Most people are looking at the Bitcoin price and asking about which exchange they should use, but I think it’s really missing the point if that’s all you’re looking at.
Exciting. What are some of the skills needed for this fresh style of finance?
“In terms of the skills required, I think the learning curve in the crypto space is quite steep. We have lots of people that come from technical backgrounds and come from traditional finance, and they are just blown away by how much innovation is happening in the blockchain universe. The first things you need to learn is how, at a high level the blockchain works, and then more specifically you’d learn how a crypto wallet relates to the crypto network, how does private key storage work and what is ownership in Ethereum.”
“If you go into the programming side, then you’d have to learn one of the blockchain languages like Solidity if you wanted to build contracts and build blockchain applications. It’s important to note that there’s also a very traditional stack like we have a Python backend and react front end. Just part of the tech stack is blockchain technology. But the progression, at least in my mind, is first learning blockchain, then wallets, and then contracts.”
Is there hope for current finance professionals to make the switch? Can stock traders convert their existing skills one-to-one, for instance?
“There’s a lot of interest in trading from traditional traders in the cryptoverse, but it definitely isn’t a one-to-one for two main reasons:
- The way crypto markets work is very different. If you want to trade on the JSE you usually must go through a broker or brokerage, whereas in the crypto market you get direct access to the exchange itself. You can just log on and make an account on Binance or something like that and have direct access to all the information even a sophisticated trader will seek. You can compete as an individual.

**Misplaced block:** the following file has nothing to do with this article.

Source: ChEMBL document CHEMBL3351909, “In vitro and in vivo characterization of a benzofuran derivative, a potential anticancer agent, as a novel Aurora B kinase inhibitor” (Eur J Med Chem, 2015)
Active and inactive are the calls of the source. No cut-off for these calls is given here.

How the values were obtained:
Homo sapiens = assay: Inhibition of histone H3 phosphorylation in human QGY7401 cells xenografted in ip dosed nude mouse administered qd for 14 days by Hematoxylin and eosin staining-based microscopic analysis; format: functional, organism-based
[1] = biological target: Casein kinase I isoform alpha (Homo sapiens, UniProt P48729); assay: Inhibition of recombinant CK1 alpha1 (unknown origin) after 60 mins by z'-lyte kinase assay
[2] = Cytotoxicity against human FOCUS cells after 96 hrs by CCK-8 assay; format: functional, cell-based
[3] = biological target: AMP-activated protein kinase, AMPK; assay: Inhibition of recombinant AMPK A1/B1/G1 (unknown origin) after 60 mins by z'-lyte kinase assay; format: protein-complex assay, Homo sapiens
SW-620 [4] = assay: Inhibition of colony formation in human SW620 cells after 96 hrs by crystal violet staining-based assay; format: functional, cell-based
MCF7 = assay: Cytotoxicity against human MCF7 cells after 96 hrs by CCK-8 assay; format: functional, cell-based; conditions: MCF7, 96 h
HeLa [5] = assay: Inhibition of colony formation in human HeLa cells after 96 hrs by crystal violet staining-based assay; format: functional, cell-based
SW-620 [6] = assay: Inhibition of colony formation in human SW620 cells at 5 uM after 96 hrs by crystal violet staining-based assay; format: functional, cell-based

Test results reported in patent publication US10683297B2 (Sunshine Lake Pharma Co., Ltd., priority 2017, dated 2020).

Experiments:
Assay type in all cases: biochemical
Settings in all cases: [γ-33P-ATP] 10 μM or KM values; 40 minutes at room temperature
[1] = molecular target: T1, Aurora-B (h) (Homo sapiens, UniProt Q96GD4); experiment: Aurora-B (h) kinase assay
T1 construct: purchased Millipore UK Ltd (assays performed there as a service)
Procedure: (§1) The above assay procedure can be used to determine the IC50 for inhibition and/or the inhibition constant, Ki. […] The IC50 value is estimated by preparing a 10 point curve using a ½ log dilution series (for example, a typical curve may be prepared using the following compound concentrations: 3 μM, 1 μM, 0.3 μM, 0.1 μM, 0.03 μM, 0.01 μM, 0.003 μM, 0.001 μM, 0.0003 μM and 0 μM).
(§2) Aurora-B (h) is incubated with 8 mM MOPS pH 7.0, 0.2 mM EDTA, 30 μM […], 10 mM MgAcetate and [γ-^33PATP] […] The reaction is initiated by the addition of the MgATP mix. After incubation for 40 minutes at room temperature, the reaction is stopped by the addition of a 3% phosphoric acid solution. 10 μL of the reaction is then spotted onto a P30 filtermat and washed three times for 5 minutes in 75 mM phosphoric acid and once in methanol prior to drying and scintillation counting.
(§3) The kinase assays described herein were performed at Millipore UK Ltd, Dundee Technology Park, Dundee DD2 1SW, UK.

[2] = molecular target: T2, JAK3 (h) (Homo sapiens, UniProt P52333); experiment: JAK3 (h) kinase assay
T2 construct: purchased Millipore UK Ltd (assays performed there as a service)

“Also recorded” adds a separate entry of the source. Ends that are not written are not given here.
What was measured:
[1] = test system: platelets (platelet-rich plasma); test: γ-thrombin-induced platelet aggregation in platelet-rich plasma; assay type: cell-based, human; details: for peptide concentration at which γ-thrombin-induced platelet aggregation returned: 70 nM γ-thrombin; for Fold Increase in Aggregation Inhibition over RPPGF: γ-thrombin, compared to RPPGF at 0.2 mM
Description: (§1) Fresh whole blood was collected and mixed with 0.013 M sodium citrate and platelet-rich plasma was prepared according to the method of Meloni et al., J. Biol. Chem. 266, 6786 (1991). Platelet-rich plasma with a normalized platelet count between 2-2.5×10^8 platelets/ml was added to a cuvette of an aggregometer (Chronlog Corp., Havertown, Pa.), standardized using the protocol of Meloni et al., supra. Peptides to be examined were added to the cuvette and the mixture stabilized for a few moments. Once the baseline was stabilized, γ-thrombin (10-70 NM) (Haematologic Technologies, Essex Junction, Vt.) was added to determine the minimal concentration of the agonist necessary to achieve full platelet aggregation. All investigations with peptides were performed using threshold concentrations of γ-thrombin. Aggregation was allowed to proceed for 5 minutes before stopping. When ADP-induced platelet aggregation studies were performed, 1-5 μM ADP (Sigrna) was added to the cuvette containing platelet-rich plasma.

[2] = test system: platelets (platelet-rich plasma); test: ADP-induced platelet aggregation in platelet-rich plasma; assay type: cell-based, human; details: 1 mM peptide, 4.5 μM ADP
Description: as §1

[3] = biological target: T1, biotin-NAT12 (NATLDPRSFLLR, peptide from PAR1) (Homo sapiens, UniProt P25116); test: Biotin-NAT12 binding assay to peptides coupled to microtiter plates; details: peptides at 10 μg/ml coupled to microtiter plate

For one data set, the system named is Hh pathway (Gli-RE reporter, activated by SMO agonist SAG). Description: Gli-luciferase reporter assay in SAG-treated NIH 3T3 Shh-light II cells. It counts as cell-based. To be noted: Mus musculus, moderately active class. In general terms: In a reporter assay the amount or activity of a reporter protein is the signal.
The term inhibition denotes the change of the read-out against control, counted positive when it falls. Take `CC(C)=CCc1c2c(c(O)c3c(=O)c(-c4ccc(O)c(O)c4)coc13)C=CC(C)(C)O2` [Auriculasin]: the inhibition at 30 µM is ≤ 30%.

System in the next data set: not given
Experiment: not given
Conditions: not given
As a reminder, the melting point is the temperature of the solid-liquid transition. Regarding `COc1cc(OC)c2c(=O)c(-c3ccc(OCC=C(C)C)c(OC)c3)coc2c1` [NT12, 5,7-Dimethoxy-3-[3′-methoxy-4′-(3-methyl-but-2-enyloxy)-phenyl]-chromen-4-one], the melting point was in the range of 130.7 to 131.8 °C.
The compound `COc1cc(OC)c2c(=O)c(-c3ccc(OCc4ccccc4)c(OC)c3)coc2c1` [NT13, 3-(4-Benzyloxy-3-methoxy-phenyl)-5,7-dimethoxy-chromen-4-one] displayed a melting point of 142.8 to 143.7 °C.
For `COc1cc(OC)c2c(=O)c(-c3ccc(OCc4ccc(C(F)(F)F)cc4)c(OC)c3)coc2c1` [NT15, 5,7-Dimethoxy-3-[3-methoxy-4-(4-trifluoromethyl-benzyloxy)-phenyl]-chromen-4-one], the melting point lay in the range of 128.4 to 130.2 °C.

- It also moves so fast that there are new financial products launched on a weekly basis. Even the types of contracts that exist or the types of things you can trade on exchanges are new and novel. You can’t use your previous knowledge; you’ll have to adapt your understanding.
“And the same is true for the DeFi (decentralised finance) world with Ethereum and Solana. The way that those work is completely different from traditional finance. So the opportunities are far greater in the crypto space, but the the knowledge required is meaningfully different from the way that equities and stocks function in the traditional markets.”
So, what should aspiring start-ups and crypto enthusiasts know about the cryptoverse to be successful?
“I think the core thing that’s different from the discussion about crypto assets is really the underlying technology around how Ethereum works, for instance, is interesting and super useful for several industries. Most people are looking at the Bitcoin price and asking about which exchange they should use, but I think it’s really missing the point if that’s all you’re looking at.”
“What I think people should be looking at is how blockchain technology works. I think the space we’re in right now is similar to when the internet was first created. It’s exceedingly difficult to predict the future, but you can see that there’s this very disruptive force on the horizon. We see in our business that blockchain technology, especially in finance, is going to be very disruptive.”